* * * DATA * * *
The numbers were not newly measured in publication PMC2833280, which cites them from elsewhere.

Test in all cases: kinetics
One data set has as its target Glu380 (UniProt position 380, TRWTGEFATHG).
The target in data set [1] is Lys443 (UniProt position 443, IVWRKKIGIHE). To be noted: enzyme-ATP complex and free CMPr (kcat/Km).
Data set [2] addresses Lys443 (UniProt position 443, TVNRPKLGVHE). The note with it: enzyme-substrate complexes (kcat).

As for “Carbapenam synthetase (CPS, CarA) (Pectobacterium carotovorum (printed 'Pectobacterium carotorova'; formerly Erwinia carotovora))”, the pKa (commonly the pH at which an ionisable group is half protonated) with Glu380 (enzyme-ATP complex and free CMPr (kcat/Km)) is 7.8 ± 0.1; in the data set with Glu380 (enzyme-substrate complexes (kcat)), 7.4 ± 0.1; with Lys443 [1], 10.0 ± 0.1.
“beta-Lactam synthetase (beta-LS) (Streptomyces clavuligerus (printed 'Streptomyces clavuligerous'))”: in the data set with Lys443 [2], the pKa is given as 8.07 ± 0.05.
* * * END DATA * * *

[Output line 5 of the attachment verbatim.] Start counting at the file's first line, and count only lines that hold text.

Data set [2] addresses Lys443 (UniProt position 443, TVNRPKLGVHE). The note with it: enzyme-substrate complexes (kcat).